Stock Frauds, Manipulations, and Insider Trading
Written By: , ,
Publisher: Blackstone Audiobooks
Date: March 2006
Duration: 2 hours 56 minutes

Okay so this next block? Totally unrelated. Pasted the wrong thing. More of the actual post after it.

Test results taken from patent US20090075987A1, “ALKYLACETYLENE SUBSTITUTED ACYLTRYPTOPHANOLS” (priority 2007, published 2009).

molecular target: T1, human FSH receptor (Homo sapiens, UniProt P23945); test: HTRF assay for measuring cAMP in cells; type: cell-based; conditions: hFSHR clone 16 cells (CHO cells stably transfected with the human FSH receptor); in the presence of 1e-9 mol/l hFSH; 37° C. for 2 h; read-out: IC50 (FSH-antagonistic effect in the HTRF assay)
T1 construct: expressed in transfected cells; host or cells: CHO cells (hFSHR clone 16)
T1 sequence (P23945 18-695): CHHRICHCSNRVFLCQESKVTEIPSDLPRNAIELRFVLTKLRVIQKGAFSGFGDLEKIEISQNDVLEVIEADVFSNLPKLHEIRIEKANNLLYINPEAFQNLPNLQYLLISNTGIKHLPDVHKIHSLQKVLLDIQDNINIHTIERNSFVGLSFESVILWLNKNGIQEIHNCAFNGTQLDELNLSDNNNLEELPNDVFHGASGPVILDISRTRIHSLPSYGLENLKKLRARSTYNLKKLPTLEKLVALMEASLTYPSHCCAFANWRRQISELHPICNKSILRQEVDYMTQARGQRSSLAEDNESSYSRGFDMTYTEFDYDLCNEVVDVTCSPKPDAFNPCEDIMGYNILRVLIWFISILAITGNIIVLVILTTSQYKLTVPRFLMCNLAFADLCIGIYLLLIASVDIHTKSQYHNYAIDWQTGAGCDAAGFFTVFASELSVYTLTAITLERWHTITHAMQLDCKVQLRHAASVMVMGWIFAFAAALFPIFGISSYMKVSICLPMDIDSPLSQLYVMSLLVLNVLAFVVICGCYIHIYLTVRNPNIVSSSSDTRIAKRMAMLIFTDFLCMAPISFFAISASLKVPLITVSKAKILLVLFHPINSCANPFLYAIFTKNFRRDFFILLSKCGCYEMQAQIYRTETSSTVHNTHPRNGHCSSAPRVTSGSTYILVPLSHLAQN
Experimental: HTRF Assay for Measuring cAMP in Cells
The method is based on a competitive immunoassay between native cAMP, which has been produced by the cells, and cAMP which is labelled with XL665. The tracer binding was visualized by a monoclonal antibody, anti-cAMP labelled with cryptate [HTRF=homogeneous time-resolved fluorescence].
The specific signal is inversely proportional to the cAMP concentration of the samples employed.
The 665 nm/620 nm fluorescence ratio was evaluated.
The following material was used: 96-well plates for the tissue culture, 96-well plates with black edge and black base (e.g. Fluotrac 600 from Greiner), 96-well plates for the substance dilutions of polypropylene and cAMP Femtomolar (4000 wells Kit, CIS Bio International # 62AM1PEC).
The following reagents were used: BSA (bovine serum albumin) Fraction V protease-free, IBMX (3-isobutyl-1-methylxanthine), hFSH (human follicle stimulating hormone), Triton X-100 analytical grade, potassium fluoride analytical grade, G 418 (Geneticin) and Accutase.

An early form of stock fraud was watering, where more shares were issued and sold that were authorized by the company (thus diluting the value of all shares) In a corner, traders sought to control so much of a stock that short sellers (who had borrowed shares and sold the with the expectation of buying back later at lower prices) were forced to buy shares they owed from the manipulator, on his terms. Famous corners included First Harlem Railroad and the famous Erie raids. The Ponzi scheme (or pyramid scheme) perfected by Charles Ponzi in the 1920's, is the investment equivalent of a chain letter, with returns for early investors, until all collapses when new investment runs dry. After the 1929 stock market crash, the securities reform of the 1930's curbed many types of fraud and manipulation. Insider trading is a longstanding issue in securities markets. The issue essentially is how fair and equitable trading can be maintained despite great differences among traders in their knowledge of a company's affairs. After the Securities Act of 1933 created the Securities and Exchange Commission, and the Securities Exchange Act of 1934 gave the commission powers, a 1942 rule known as Rule 10-b-5 established guidelines for stock purchases by major market players or insiders. A series of Supreme Court cases in the 1950s and '60s elaborated the laws on insider trading, and scandals of the 1980s led to still further attempts at reform. Analysis of stock trades by company officials (insiders) remains a poplar type of analysis that guides many purchases of stock.